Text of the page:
thatmom wrote @

Corrie, you are correct that FIC churches are the perfect set up for control freaks. You are also correct that rarely can the FIC principles work in a traditional church. But I have come to the conclusion that the problem is one of character more than philosophy. Those who homeschool must learn to be gracious, which is a real challenge when you have so many in the homeschooling leadership using their blogs and books as bully pulpits to bring division. I find myself cringing so much of the time at the tone of the rhetoric, the name-calling, the extra-biblical lists, etc. Is it any wonder that churches respond to us the way we do? We are being taught that it is a them-against-us battle.

At the same time, so much of the church has just assumed that parents don’t have time to mentor their own children nor do they want to that they don’t know how to handle parents who actually want to disciple their own children. Wouldn’t it be awesome if we could find good and productive and God-honoring ways to bring everyone together?

  KellyH wrote @

I am waiting to read the rest of your series. Your last comments about bringing everyone together is wonderful. I think it is true, most churches don’t know how to “handle” homeschoolers, and that any ideas they have are by default considered “subversive”.

Many of us who would like to disciple our kids, automatically assume, me included at the top of the list, that the church has other motives. The SS that the little ones are in, actually has some take home info for mom and dad. All the elementary kids are doing the same lesson, varying levels. this is helpful, as we can talk about it with them during the week. Dad can be involved also. For my dh, time is an issue, it is for all of us. So Having something already prepared for the little ones is very helpful, and helps him be involved. We use the SS in this manner, but not everyone has to do it.

We have decided to sit back and watch, do our own thing, and try to be involved in the church where we can. I apologize for venting earlier. As you guys have been, hopefully others aren’t , we are tired of the long journey for a church.

Kelly

  KellyH wrote @

Karen, I forgot to post this earlier. I had emailed martha the link to your blog when you posted the pictures of ben, joe and will when you took ben to school. I thought she would get a chuckle out of the car. If we didn’t know it, Will wasn’t standing next to him, you would think Joe was Jacob. They could be twins. How do we get such skinny kids? I’m glad Martha is reading through some of this. They certainly have a different perspective. But God is gracious, and our journey has been part of what has made our kids who they are.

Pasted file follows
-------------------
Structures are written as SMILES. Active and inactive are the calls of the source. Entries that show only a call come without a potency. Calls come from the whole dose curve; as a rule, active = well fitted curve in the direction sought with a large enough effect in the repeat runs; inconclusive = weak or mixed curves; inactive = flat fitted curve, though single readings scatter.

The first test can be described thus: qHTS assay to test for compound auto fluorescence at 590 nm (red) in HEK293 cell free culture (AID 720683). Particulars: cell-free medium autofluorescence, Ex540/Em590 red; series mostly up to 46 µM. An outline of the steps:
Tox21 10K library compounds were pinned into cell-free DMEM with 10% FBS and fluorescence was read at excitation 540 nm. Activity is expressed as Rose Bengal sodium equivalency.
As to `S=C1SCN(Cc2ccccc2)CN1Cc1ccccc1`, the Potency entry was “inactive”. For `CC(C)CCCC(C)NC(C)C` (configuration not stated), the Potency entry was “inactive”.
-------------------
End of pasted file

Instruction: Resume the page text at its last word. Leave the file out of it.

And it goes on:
Kelly

  Jack Brooks wrote @

Speaking as a Free Church pastor, one of the strongest objections I have in the church world is to dictatorial polities. but Christians are bored by polity, and don’t study it. Too many new churches today are adopting a Lord-and-serfs polity, where the elders are self-appointing, self-perpetuating grandees, and the congregation has only two real options — obey or leave (thus ensuring lots of church splits).

The NT teaches congregationalism, which means that the congregation has realms of authority that can’t be overridden. The local flock has the authority to test what taught them from the pulpit, and to make the final; decisions in disciplinary matters — which includes removing elders.

What’s being followed today isn’t elder rule at all, it’s a cultic distortion. That’s why it attracts little tinpot dictators — men who would never be allowed to get away with what they do in normal, check-and-balance systems that use established doctrinal statements and constitutions. But you can justify any sort of sin by yammering about the opposite fault of somebody else.

I would never agree to pastor a church that refused to have a statement of faith, membership roll, and a constitution with by-laws. Human nature is evil and can’t be trusted. We need structure like this, to retard our own depravity. If men were angels, no government would be necessary. But men aren’t angels.

  Cindy K wrote @

Pastor Brooks,

“Tin pot dictator” is a perfect term. So many of these men are not just insignificant, in their attempt to be larger-than-life, they are terribly petty. I had not though of this before.

  Jack Brooks wrote @

Bad doctrine will turn even a good man bad. There are a lot of people around today, IMO, teaching elder-dictatorship as if the New Testament teaches that, and they justify with horror stories about out-of-control “carnal congregationalism.” The charismatics teach their cultic ideas about someone being the anointed leader who gets direct messages from God, and so who can never be questioned — “touch not God’s anointed.” If you teach a basically good man these kinds of warped ideas about church government, he will be corrupted by them, and end up lording it over the flock. I teach that the NT teaches a checks-and-balances congregationalism, where the congregation uses the Bible to vet and appoint leaders, vest them with authority (which means they need to be obeyed, Hebrews 13:17); but the congregation, not just the other elders, has the authority to remove them for valid cause, as long as the proper procedures are followed (1 Timothy 5:17).